In operation, the ar interaction in crystal I0 is an interaction of four different waves. If u, is the frequency of sources 11 and 12, then the interaction includes two waves of frequency (0 one wave which is the resultant of the action of the electrically driven acoustic transducer 16 and I7 and has the acoustic frequency w, and a fourth wave which is an optical wave of frequency w, 20,. The latter wave is the result of second-harmonic generation in crystal [0 because it has a second order nonlinear coefficient in its response to input electromagnetic waves.

it is one characteristic of the embodiment of FIG. 1 for generating acoustically phase-matched second-harmonic generation thaathe waves involved do not have to be linearly polarized, at least for the case of collinear propagation of beams 11 and 12 along the c-axis of B-quartz. For purposes of illustration, we shall assume that they are circularly polarized, the waves from the sources 11 and 12 being right-hand circularly polarized and the second-harmonic wave being left-hand circularly polarized. In that case the fourth wave, the acoustic wave, is a circularly polarized transverse acoustic wave which is launched by the appropriately phased excitation of the array of suitable conventional transducers l and 17.

Let us consider here, for example, a specific case in which in, is the frequency corresponding to the 6,943 A. unit wavelength of the ruby laser, the index of refraction of crystal l0 atw, isn=(w,)= l.54l. For the second harmonic w- ,r|=(w =l .566. As a result of this difference in index, amount of phase mismatching for collinear waves in the absence of the acoustic wave can be computed from the following equation:

Therefore, the circularly polarized transverse acoustic waves must have the phase propagation constant It=4,520 cm for phase-matching in a collinear geometry. For this purpose, the acoustic freqgggsyshould be about e ahertz.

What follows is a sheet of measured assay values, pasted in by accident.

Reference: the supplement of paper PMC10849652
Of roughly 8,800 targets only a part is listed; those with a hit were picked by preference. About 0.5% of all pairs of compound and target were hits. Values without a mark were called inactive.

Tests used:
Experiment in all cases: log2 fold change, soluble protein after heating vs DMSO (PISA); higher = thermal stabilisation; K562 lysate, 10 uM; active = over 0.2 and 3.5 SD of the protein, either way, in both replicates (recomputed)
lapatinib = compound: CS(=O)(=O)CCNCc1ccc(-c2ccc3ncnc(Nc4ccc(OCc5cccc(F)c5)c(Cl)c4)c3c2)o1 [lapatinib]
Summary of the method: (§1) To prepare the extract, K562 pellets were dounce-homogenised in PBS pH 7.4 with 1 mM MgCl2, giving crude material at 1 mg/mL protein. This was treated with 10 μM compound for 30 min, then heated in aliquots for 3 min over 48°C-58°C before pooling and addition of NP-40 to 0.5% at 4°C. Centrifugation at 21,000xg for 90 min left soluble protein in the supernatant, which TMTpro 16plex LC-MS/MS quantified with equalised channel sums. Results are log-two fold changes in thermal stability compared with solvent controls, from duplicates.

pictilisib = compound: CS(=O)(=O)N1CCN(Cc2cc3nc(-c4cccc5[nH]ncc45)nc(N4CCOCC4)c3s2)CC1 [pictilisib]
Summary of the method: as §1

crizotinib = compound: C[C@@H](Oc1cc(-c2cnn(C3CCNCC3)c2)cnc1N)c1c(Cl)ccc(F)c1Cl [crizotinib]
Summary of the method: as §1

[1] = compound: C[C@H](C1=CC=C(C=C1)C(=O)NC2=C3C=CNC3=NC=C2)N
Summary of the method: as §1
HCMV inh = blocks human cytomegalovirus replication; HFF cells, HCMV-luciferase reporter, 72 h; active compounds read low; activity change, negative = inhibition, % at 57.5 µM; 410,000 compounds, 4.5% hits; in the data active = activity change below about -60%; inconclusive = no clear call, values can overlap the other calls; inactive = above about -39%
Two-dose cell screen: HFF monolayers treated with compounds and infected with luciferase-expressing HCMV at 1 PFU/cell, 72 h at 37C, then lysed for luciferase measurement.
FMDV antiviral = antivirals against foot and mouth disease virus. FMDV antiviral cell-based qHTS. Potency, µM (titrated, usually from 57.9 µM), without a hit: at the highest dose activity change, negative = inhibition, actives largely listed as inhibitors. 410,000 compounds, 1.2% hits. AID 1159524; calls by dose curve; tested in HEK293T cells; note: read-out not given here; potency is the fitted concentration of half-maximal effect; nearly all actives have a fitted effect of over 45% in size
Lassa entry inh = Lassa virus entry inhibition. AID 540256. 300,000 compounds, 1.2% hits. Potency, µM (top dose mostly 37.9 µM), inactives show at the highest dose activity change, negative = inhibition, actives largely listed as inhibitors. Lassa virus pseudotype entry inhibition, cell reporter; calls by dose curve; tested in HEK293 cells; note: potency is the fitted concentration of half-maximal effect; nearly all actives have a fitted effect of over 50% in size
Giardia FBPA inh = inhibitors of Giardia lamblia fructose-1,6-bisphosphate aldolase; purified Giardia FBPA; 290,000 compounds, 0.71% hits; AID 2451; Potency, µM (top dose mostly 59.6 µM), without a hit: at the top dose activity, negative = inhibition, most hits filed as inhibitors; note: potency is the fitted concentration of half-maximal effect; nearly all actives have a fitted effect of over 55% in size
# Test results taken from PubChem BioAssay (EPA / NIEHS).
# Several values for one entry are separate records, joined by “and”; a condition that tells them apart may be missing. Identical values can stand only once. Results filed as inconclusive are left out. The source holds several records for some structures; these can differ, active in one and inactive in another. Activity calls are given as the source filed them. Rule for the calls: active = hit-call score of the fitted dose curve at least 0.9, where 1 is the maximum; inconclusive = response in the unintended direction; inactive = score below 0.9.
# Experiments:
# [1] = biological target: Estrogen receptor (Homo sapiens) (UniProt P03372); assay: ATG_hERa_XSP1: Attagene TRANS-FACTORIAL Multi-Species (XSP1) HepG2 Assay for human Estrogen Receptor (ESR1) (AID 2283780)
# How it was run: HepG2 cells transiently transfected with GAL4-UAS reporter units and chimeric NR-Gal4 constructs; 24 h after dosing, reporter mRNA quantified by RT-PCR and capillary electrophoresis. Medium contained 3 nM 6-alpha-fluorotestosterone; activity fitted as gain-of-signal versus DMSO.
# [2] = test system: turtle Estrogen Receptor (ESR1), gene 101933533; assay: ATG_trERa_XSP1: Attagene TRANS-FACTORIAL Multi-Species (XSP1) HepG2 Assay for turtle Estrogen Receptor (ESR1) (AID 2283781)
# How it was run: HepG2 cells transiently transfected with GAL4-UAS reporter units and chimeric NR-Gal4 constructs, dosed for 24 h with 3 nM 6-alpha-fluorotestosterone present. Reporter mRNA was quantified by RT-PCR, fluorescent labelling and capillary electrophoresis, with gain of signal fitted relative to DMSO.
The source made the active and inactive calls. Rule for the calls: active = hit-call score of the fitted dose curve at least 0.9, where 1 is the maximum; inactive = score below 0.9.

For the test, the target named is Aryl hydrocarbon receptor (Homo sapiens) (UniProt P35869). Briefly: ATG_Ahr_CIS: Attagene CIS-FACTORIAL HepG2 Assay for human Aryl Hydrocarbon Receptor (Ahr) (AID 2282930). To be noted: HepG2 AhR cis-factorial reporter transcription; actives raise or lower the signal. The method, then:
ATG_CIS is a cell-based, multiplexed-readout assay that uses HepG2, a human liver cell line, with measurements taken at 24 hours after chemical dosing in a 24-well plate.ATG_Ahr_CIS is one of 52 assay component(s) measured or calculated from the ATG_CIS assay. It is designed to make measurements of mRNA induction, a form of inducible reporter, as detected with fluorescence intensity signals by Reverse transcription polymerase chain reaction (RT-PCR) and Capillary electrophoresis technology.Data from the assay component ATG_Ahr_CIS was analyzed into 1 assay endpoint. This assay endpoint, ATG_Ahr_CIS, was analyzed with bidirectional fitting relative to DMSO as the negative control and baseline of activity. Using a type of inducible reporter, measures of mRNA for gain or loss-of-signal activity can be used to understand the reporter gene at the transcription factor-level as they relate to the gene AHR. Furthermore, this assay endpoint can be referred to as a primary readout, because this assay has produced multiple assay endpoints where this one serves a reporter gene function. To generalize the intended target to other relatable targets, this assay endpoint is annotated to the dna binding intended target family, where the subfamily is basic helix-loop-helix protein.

If, in the embodiment of FIG. 1, we take into account the angle 0 between the two linearly polarized beams of frequency an, the required propagation constant k is modified to 5,915 cm"; and its frequency u, should 320 i; for an angle 0 equal to approximately ll.0 harmonic beam propagating in a direction normal to the output surface of crystal 10. For values of 0 between 0 and ll, the values of k and v, assume values between 4,5 20 cm. and 5,915 cm", and 2l6 MHz. and 320 MHZ., respectively. It is emphasized here that when 0 is not substantially zero, both input light beams and the acoustic beam should be linearly polarized.

By adjusting the phases of transducers l6 and 17, we can produce an acoustic beam in the crystal 10 which can be swept in any direction in the plane of the paper. It should be clear that by using a two-dimensional array of such transducers and three input laser beams, we can sweep the acoustic beam in two coordinates, as would be desired for a two-coordinate optical beam deflector. By adjusting the frequency of the acoustic wave simultaneously with its change in direction in crystal 10, we can maintain phase-matching for a secondharmonic beam of frequency w, propagating in a direction which has a 1:1 correspondence with the direction of the acoustic wave in crystal 10.